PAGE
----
Dancing his way out of the constrictions of Motown, seizing his first shot at creative control, MJ leads his brothers to the promised land. The lyrics introduce his spiritual yearning (“I need to do just something to get closer to your soul”), while the groove really does shake your body down to the ground. Goodbye, yellow-brick road; hello, future of pop.

“Don’t Stop ‘Til You Get Enough,” 1979

Make a list of the top 10 “Ooooh!” screams in history, and this hit has at least six of them. MJ introduces the world to his grown bad self, rocking harder than anything on rock radio, yet sleek and debonair enough to make the rest of the Top 40 sound like hot air. Who else could get away with that murmured spoken-word introduction? Who else could wear white socks with a tux and still look cool?

“Rock With You,” 1979

Believe it or not, there was a time when using the word “rock” in a disco tune was scandalous. But Michael’s mirror-ball glimmer was so seductive that the whole music world just crossed over to him, as he stretched the word “girl” into a six-syllable psalm. His androgyny was irresistible: He was the girliest boy in the world, yet the most lavished with girl love, and he wasn’t the least bit embarrassed about it.

“Heartbreak Hotel,” 1980
An R&B smash for the Jacksons, this was too dark for the radio but huge in the clubs. Michael swore it wasn’t an intentional Elvis reference, though the record company got nervous and gave it the moronic new title “This Place Hotel.” (That’s one of the few moments in his career for which nobody has ever claimed the credit.) But Elvis would have appreciated how it mixes up old-time religion, a taste of sex and a lot of fear.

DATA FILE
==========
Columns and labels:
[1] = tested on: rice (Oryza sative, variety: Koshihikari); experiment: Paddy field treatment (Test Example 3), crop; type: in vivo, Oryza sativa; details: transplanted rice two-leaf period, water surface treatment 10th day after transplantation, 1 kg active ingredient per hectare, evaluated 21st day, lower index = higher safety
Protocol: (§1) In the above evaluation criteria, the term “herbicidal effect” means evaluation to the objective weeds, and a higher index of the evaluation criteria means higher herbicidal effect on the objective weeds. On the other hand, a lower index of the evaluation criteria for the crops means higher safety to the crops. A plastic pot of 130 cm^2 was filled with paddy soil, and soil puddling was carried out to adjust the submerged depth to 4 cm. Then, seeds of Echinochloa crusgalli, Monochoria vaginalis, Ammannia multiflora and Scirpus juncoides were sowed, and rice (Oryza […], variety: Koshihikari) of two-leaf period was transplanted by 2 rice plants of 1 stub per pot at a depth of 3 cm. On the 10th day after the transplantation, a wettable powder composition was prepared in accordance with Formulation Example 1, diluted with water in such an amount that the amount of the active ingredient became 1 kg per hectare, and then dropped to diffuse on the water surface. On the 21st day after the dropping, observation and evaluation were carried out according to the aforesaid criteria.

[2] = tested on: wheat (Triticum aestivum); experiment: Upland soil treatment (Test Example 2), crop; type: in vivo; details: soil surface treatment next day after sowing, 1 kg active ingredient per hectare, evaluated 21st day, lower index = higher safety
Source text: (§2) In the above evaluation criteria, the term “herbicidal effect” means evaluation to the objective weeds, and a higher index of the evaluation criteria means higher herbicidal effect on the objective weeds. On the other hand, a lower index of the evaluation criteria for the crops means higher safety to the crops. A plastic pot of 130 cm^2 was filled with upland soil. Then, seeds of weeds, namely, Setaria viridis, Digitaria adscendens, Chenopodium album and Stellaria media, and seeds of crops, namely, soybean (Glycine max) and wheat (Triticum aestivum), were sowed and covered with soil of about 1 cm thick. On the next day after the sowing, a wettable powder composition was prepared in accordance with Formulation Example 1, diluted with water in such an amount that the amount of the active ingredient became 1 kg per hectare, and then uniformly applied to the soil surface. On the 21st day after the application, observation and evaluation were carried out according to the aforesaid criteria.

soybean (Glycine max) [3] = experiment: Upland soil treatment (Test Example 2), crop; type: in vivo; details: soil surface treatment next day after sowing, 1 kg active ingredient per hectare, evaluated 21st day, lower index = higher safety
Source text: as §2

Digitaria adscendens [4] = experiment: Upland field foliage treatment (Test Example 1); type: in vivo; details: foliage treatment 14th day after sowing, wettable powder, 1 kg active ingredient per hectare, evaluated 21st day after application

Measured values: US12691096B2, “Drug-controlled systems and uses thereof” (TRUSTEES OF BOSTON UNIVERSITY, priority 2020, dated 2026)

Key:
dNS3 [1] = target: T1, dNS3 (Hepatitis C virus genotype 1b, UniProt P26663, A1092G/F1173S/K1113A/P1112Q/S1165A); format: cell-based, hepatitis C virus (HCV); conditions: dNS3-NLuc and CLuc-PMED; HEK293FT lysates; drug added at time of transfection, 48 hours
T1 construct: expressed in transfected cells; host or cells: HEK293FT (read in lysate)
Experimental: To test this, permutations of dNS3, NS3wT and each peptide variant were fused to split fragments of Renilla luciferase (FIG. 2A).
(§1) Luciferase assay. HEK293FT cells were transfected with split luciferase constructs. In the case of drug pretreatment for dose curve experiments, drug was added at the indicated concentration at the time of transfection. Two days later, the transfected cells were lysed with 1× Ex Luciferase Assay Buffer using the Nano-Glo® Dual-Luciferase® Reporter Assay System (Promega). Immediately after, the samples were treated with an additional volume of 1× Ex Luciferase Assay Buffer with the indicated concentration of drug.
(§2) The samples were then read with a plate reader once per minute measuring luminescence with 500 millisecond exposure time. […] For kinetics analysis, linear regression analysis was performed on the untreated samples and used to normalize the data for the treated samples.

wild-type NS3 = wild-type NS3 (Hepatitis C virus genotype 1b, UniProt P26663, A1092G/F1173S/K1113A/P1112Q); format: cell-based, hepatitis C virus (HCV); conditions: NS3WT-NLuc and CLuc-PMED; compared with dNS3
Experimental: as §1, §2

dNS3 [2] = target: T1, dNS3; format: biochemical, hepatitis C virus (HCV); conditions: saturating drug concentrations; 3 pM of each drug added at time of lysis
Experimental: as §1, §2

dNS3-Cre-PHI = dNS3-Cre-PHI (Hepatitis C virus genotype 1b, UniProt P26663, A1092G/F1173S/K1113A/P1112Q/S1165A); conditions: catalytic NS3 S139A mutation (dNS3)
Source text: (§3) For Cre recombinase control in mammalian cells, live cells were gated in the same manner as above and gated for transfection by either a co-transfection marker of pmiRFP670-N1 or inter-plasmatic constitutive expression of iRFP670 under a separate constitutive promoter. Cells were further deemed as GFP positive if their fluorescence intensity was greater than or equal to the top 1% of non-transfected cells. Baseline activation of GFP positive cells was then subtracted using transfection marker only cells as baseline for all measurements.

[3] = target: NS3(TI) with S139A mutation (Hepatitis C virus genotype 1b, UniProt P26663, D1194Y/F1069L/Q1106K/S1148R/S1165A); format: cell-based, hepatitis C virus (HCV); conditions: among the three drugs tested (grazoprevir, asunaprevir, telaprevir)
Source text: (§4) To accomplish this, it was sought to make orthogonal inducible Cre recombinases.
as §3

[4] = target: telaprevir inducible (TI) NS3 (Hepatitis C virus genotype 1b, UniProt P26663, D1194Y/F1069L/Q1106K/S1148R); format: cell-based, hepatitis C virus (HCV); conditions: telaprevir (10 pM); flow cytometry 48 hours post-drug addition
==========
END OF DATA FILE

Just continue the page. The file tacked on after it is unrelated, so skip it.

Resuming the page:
“Billie Jean,” 1983

Six minutes of cosmic funk dementia, an instant Number One despite being one of the strangest and most disturbingly personal songs ever to grace the radio. Quincy Jones tried to talk him out of putting it on the album, but party people still quake to the bass line of Louis “Thunder Thumbs” Johnson.

“Beat It” Video, 1983

This was the song that was supposed to make Michael acceptable for discophobes, but “Billie Jean” had already done that, so it became a victory lap instead. For the video, he swoops into a ghetto garage full of gangbangers and saves the day like a teen angel, while Eddie Van Halen’s guitar solo keeps him running with the devil.

“Human Nature,” 1983

In a way, this was an apology for “The Girl Is Mine,” his doggone ridiculous Paul McCartney duet — a delicate ballad on the surface, but heart-wrenchingly emotional soul, finessed brilliantly by the guys from Toto. He never sounded warmer, braver, breathier, more emotionally vibrant. This deserved to hit Number One, but you know what did instead? “Say Say Say,” an even more ridiculous McCartney duet.